Scripture Readings: Psalm 11:1-7 (text); Luke 21:20-24
|September 26, 2010||Download and print sermon (PDF)|
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In the Old Testament, God’s people took refuge in the Temple at Mount Zion. In the destruction of Jerusalem in A.D. 70, believers heeded Christ’s words to flee to the mountains of Pella. Today, when crises come, to where do you flee with confidence? And when that great day of tribulation comes, to what mountain will you flee?
In his Wars of the Jews, Josephus describes the Roman invasion of Palestine that was provoked by the Jewish rebellion against Rome in A.D. 66-70. In the year 68, Vespasian, the Roman general in Palestine, eventually surrounded Jerusalem, and prepared his final attack on the city. However, the Roman empire was plunged into civil war after the death of Nero, and Vespasian then ceased military operations against the Jews while he awaited the outcome of the civil war. Eventually, Vespasian was appointed emperor and had to return to Rome. He turned over the operations against the Jews to his son Titus, another Roman general, who finally breached the city walls and burned it to the ground, including the Temple. The Romans even took the Temple’s golden candlestand and paraded it, together with the captives, before the people of Rome. Most of the tens of thousands of Jews inside the city were killed, including those who took refuge inside the Temple.
The period of calm during the siege by Vespasian was God’s providence to allow Christians trapped in the city to escape to the mountains of a place called Pella. Although the historians Eusebius and Epiphanius both wrote that an angel warned the Christians to flee the city, it is more likely that they remembered the words of Jesus in Luke 21:20-21 when they saw the Roman legions encamped around the city, â€œBut when you see Jerusalem surrounded by armies… then let those who are in Judea flee to the mountains.â€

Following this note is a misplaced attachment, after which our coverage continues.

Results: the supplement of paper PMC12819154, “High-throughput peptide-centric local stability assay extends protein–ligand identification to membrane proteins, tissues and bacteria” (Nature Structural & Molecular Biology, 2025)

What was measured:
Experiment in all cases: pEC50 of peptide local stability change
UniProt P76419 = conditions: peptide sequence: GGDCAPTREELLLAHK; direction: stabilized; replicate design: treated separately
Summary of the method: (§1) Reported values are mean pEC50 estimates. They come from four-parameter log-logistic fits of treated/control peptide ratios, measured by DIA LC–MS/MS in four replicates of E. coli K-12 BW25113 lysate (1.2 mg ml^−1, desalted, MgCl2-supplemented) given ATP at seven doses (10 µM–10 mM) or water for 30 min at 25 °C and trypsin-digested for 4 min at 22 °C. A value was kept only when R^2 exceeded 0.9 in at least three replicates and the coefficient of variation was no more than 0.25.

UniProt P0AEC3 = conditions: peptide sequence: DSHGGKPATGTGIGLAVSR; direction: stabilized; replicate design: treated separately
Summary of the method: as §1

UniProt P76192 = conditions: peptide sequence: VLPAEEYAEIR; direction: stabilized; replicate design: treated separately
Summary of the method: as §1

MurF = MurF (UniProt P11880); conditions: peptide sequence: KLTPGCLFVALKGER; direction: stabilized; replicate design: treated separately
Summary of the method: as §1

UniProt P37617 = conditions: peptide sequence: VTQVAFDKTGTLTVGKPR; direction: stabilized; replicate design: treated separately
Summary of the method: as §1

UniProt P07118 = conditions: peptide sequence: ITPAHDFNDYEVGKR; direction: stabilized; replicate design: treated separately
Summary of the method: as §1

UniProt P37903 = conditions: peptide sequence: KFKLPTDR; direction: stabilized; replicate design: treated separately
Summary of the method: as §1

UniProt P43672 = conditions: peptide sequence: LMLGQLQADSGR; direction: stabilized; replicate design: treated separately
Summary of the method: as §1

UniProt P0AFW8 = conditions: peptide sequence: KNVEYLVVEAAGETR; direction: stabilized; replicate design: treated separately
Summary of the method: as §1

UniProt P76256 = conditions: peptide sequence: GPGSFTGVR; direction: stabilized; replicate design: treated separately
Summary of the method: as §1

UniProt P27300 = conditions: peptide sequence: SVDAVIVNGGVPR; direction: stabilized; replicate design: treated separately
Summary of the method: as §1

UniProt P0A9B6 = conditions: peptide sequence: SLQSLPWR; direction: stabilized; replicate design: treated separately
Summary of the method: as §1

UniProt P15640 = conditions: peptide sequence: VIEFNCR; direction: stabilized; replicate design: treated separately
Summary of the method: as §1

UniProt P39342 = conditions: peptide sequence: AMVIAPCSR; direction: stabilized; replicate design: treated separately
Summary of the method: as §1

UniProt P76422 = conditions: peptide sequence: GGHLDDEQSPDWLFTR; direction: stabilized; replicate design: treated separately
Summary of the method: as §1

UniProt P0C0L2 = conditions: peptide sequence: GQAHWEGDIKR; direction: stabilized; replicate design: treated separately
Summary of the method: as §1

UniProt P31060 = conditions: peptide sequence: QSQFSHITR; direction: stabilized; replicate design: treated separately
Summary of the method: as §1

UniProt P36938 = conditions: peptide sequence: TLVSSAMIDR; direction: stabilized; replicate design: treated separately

Our text also begins with David answering a similar warning to him when his enemies threaten to kill him. Like Jesus, David’s counselor also tells him to flee from his godless enemies. The counselor’s warning even has a mocking tone: â€œWhen all your defenses are down, can you protect yourself from the arrows of your wicked enemies? Can God now be your refuge from your evil pursuers? There’s nothing you or your God can do, so flee like a bird to your mountain refuge!â€
The Christians during the time of the Roman invasion of Jerusalem trusted the words of Jesus their Lord and Savior. But the righteous psalmist also expresses his trust and confidence, not in his own earthly mountain refuge, but in God’s heavenly mountain. This afternoon, we must answer the question, â€œWhich mountain is your refuge?â€ Is it your own mountain? Or is it God’s heavenly mountain?
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